Waiting for the Rapture?
By Kyle Pope
Afew years ago a religious group predicted
a certain day on which they had calculated that “The Rapture” would
occur. To their disappointment and embarrassment the day passed with no
fulfillment of their prediction. Though these men and women most certainly
believed in what they had predicted, it was their misunderstanding of Scripture
that led to their failure. In fact, that same misunderstanding will lead many
in the religious world to the same disappointment.
What Is “The Rapture”?
careful Bible student will ask this question because of the fact that the word
is never used in Scripture. The phrase “The Rapture” refers to a
doctrine taught in the world, which is tied into various false doctrines
regarding an earthly millennial (i.e. 1000 year) reign. Many teach that prior
to a period of intense tribulation Christ will return only for the church. At
which time the righteous dead will be resurrected and together with the living
saints be “raptured” (i.e. caught up) with Christ to await the end
of the “Tribulation.” At that time (so the theory says) Christ will
return with all the saints to reign on the earth 1000 years. At the end of this
earthly reign (they claim) there will be the final resurrection and judgement.
What Does the Bible Say?
the Bible teaches a type of rapture (i.e. being “caught up”) with
the Lord. In I Thessalonians 4:13-18 the Apostle Paul responds to concerns the
brethren had about saints that had died. He reassures them that those alive
won’t - “Precede those who are asleep” (vs.
15). Instead - “The Lord Himself will descend from heaven with a
shout, with the voice of the archangel, and with the trumpet of God and the
dead in Christ will rise first. Then we who are alive and remain shall be
caught up together with them in the clouds to meet the Lord in the air And
thus we shall always be with the Lord” (vss. 16-17).
this differ from the false doctrine of “The Rapture”? First, notice
the occasion: “The coming of the Lord” (vs. 15). Hebrews 9:27-28
makes it very clear that resurrection will be followed by “judgement,”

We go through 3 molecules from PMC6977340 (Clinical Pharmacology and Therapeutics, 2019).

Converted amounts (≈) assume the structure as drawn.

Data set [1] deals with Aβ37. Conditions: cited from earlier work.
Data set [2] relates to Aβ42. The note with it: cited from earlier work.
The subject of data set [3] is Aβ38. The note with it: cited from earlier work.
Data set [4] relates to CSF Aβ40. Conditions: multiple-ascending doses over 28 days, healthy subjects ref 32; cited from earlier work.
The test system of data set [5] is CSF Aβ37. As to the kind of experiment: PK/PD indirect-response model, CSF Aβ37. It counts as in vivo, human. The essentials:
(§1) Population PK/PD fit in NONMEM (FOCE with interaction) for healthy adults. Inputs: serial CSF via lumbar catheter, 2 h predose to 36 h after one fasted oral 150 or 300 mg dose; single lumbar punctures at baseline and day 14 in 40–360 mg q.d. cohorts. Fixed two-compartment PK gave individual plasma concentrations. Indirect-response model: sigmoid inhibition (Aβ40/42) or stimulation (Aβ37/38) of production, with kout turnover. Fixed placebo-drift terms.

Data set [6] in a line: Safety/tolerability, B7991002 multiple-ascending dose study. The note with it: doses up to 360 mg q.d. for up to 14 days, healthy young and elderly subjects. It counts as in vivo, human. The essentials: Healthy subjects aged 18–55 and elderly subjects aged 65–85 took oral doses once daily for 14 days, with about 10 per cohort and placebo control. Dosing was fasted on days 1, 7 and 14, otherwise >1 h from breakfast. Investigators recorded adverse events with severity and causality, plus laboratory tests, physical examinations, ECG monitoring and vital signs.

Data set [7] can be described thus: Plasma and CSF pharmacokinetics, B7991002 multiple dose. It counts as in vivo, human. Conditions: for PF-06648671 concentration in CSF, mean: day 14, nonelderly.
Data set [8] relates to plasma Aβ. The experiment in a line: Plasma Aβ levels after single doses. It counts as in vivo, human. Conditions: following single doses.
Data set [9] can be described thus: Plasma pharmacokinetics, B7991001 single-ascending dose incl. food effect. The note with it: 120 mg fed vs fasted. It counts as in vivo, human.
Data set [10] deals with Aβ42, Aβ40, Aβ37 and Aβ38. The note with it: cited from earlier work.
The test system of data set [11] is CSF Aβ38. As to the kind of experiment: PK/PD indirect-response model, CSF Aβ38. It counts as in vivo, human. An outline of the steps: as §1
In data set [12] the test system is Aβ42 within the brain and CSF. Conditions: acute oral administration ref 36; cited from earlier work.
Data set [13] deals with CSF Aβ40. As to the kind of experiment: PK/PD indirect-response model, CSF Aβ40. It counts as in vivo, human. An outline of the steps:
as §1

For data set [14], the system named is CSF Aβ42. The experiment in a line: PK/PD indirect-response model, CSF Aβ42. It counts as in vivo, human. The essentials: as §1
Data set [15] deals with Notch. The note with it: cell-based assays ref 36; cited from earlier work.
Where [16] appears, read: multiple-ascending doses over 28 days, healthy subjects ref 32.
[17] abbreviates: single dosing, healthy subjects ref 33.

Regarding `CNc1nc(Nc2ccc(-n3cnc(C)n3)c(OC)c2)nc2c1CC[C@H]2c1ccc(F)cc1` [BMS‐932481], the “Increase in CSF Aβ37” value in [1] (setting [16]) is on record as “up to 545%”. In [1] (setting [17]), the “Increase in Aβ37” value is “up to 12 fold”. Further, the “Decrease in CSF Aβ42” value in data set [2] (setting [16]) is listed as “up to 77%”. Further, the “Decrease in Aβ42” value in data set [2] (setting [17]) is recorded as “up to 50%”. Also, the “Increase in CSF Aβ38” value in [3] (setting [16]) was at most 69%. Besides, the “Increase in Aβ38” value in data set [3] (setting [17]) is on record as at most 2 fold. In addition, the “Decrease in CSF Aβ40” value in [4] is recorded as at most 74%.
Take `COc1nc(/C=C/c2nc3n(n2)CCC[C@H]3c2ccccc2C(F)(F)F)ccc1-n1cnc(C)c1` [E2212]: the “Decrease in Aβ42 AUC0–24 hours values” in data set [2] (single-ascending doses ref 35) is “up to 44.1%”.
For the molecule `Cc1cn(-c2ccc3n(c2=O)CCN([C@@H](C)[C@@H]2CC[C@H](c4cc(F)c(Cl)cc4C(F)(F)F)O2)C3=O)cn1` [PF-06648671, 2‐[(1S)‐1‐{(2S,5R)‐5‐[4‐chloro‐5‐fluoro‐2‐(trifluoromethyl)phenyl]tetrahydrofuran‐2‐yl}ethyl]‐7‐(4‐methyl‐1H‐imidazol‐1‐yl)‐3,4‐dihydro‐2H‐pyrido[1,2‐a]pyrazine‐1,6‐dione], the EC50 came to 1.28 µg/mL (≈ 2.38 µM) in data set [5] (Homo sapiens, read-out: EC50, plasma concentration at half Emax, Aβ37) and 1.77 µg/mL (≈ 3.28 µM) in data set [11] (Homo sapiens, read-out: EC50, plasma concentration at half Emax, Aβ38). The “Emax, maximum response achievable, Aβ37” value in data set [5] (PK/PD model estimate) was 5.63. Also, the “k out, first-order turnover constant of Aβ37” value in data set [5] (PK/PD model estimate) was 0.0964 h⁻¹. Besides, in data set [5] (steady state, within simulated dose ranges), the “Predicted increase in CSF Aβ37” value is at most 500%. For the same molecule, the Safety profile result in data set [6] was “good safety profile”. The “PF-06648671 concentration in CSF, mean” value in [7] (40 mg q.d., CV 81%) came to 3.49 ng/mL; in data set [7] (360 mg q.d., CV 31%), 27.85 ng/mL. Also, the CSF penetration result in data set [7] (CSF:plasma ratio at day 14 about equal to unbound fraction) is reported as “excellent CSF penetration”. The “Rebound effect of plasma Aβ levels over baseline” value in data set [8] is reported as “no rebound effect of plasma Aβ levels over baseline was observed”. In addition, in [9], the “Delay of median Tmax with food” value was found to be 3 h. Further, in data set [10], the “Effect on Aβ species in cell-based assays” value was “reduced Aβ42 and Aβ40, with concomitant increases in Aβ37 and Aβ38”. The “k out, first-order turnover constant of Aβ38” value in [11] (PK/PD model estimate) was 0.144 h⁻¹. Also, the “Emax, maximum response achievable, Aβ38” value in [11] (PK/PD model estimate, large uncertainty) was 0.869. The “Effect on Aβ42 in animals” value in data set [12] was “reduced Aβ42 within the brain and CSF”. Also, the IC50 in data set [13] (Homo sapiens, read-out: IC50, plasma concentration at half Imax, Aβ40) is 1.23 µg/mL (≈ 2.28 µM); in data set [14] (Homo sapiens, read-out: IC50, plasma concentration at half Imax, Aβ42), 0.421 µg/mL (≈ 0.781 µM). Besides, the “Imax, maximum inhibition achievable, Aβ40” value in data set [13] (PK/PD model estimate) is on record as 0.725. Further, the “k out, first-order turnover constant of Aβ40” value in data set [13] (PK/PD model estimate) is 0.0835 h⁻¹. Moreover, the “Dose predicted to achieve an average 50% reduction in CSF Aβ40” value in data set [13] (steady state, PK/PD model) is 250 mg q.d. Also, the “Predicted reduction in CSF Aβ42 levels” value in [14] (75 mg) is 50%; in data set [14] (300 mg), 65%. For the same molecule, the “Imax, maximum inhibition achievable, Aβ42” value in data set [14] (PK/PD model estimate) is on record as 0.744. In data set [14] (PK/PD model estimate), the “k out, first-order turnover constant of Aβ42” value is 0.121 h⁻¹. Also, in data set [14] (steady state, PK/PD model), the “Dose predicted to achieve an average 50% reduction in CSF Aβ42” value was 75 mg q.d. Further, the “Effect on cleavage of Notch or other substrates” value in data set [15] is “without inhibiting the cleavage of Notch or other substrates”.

and the Lord’s second coming by “salvation.” The
“rapture” doctrine claims judgement follows resurrection by over
1000 years. Further, notice the declaration that - “The dead in Christ
will rise first” (vs 16). The Bible makes it clear that although the
saints may be first in succession, the occasion for the resurrection of the
just and unjust is the same. John 5:28,29 speak of it as “The hour ...
in which all who are in their graves will hear His voice.” The
passage then refers to both the righteous and the unrighteous. Even in I
Thessalonians the very next chapter (still in the same context) speaks of this
occasion as the - “Day of the Lord” (vs 2) which comes “as a
thief in the night” (vs 2), from which “they shall not escape”
(vs 3). According to Scripture both the righteous and the wicked will face
judgement when the Lord returns in connection with the saints being “caught
of this doctrine often appeal to two passages to support this concept: Matthew
24:40,41 and Revelation 20:5. The first comes in the midst of Jesus’
discussion with His disciples about the coming destruction of Jerusalem.
Reference is made to those “taken” and those “left.”
may be that in parts of this passage Jesus points ahead to the final judgement,
most of this passage deals with the destruction of Jerusalem. Notice the
promise - “This generation will by no means pass away till all these
things are fulfilled” (Matthew 24:34). The reference to those
“taken” and “left” refers to those present during the
destruction of Jerusalem who were led away captive as can be seen in
Luke’s account of this same teaching (21:24).
second text they look to, which is perhaps a little more difficult to
interpret, speaks of a “first resurrection” in which souls beheaded
for their testimony live and reigned with Christ (Revelation 20:4-6). First, we
must note that there is no reference in this text to a bodily resurrection. This is
speaking of a spiritual resurrection similar to Ephesians 2:4-6, Colossians 3:1
or a spiritual resurrection of the cause for which they died. There is no
reason to conclude that it is a bodily resurrection. Second, the Bible makes it
clear that Christ reigns now. He now has all authority (Matthew 28:18), His
kingdom exists now (Colossians 1:13) and it is not an earthly kingdom (John
18:36). Thus, the “first resurrection” of Revelation refers to martyred
saints spiritually reigning with Christ until the end of the age.
doctrine of “The Rapture” is dangerous because it relies upon a
misconception of the nature of the church and Christ’s kingdom. The
church and the kingdom are the same and exist now. All who truly submit their lives to Christ as King are part
of His kingdom and can look forward to that wonderful final day of judgment
when His church will be “caught up” to meet Him in the air.